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          If you are not even aware of what your hourly rate is when you probably have a degree in computer science, then you have only yourself to blame.

          Getting young people drunk on an image so they will work for you for free or at a great discount is a proven technique in the charity industry.

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            Sure, it is. But these people are also my competition and peers, so I’ve got double interest in educating them.

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            I mean, my “hourly rate” is highly variable. I’m on a salary and have no fixed hours.

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              Hourly rate is calculated on top of your average work hours.

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                Could use that to get my average hourly rate, I suppose.

                Though, how should I count hours when I’m on-call but not working but might need to be working at any moment? There’s a reason salary is just easier :)

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                  If you have no seperate, explicit arrangement for on-call as a freelancer, you should renegotiate your contract. Different services, different arrangements.

                  If you are on-call for free and get paid only when a call happens, you negotiated badly. Carrying a pager is a service worth something, you are selling off the right to be called to work at any time. You are not allowed to freely use that time, for example, you are not allowed to drink or get too far away from you computer. It’s not unusual that this is worth 50% of the hourly wage!

                  If your client thinks these fees are too high, maybe the systems you are on-call for aren’t as mission-critical as they are communicated.

                  I’m working for a major local enterprise company that - because they thought through that line of thinking in full - has almost no systems in 24 hour support, only 6 to 20.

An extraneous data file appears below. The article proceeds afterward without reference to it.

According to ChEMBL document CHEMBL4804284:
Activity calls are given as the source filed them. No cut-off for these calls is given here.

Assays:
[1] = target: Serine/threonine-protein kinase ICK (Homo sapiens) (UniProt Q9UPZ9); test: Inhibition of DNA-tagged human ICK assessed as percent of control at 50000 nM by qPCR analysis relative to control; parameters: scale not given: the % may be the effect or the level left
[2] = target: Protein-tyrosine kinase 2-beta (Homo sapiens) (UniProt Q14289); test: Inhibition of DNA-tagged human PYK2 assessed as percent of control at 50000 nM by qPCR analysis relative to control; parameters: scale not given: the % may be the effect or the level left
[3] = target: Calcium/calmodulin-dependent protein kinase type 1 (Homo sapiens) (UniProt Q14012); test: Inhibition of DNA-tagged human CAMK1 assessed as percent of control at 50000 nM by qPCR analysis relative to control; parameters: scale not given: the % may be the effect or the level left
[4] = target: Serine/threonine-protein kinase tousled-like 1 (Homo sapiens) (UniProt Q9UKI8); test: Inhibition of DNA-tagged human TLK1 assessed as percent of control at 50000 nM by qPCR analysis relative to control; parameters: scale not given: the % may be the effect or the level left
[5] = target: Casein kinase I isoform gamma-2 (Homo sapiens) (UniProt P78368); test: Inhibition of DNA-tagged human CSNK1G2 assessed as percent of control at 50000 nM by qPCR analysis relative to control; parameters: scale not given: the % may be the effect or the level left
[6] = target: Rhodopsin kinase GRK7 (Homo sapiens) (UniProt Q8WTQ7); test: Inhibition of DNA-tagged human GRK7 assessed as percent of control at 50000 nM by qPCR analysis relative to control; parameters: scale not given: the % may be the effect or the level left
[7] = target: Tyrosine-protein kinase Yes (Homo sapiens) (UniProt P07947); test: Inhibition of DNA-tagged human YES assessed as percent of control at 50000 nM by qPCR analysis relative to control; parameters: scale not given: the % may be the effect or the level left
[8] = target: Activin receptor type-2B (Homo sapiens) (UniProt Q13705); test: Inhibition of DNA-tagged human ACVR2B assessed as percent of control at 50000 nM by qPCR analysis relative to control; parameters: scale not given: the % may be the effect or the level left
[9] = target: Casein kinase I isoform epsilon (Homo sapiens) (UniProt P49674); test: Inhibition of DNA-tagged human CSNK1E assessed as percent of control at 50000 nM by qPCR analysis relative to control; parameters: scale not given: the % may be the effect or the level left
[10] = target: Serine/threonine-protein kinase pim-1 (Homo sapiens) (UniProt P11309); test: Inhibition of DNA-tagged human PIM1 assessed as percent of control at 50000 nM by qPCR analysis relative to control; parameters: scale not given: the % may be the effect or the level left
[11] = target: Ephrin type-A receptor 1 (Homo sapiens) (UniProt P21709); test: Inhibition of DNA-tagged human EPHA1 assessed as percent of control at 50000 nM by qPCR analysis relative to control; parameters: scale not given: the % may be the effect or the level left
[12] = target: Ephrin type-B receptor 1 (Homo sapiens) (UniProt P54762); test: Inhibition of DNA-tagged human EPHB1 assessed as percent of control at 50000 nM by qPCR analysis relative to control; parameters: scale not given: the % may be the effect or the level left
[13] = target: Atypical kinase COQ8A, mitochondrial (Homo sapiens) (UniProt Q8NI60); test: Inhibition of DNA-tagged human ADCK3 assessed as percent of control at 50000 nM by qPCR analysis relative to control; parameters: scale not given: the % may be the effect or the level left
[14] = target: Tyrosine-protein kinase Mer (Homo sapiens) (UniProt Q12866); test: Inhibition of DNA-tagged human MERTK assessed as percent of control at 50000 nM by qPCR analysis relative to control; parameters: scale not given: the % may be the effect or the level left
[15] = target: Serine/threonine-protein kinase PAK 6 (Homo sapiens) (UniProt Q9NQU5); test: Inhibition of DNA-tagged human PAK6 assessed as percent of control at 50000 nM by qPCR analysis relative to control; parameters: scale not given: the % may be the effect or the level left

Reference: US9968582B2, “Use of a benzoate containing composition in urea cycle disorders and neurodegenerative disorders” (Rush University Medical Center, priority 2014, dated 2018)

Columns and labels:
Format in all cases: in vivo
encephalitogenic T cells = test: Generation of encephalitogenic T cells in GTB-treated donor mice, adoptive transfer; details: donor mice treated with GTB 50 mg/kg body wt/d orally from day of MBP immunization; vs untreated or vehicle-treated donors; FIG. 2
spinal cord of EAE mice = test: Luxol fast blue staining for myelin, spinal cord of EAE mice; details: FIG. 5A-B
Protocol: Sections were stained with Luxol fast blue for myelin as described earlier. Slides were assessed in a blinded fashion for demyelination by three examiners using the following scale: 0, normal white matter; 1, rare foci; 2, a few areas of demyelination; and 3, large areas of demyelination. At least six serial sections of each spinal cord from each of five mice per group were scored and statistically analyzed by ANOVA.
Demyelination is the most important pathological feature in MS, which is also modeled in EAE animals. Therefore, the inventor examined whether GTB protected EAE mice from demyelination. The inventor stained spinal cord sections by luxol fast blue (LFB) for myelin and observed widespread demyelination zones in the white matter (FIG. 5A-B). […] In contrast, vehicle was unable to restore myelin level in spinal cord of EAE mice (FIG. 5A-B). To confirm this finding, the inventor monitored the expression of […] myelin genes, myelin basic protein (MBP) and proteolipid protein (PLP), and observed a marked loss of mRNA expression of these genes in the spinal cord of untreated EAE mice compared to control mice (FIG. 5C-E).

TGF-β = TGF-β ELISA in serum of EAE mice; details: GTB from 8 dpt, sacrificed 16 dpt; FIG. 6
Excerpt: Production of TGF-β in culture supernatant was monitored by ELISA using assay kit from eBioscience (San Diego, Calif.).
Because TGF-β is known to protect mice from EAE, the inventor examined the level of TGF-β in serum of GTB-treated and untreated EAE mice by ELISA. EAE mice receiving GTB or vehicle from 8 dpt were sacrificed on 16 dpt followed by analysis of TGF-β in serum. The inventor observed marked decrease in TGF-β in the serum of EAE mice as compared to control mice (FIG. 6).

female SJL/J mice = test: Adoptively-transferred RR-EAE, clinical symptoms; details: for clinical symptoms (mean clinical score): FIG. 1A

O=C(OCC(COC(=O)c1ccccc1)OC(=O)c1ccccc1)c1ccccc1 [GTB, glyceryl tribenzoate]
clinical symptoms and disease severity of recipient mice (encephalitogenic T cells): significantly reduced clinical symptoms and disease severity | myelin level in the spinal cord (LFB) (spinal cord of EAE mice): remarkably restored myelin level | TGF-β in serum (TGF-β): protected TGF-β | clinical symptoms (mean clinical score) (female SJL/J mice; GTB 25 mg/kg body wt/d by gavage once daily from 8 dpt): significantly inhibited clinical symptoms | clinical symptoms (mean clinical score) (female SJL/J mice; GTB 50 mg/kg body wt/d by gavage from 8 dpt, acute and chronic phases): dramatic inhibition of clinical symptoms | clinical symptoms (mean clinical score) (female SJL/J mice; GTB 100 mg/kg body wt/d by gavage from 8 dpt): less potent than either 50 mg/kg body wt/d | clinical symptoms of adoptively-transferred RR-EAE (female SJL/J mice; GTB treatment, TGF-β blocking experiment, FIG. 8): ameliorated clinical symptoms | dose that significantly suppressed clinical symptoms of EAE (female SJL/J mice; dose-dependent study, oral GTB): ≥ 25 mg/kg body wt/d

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                    I’m an employee, not a freelancer, and I get paid the same oncall or not, called or not, working or not. That’s how salary works – I work enough to make the bosses happy in exchange for a single (very large) number.

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                      Similarly in that case, I hope your contract has clear phrasing about how much of your workload is on-call, how much not and what your compensation around that is. It is very usual that on-call on weekends is paid higher, so your salary is not necessarily fixed.

                      (I know how salary works, I have employees with on-call regulations)

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                        Sorry, didn’t mean to imply that you personally don’t know how salary works – poor wording on my part.

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                          No problem, I guess we misunderstood each other quite a bit in that thread. Happy about the discussion, thanks :).

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                  At a job I had, on-call had specific procedures and expectations, and we’d get a bonus on the paycheck when we’d have to carry the torch, as a compensation that would be paid even if nothing happened. This incentivized us to take care of our shit in such a way that we would only get disturbed during office hours. They also provided a cheap company smartphone that would rotate along with the duty, preconfigured so that you could use it to connect anywhere at any time if it was required.

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      I also know that some startups offer below average salary, because of options you get as an employee when joining a startup.

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        This is kind of the same thing though, isn’t it? Options are worthless until there is a liquidation event. By not calling this out, the employer is hoping you’ll add the potential value of the options to your salary to get total comp, but they’re still underpaying you.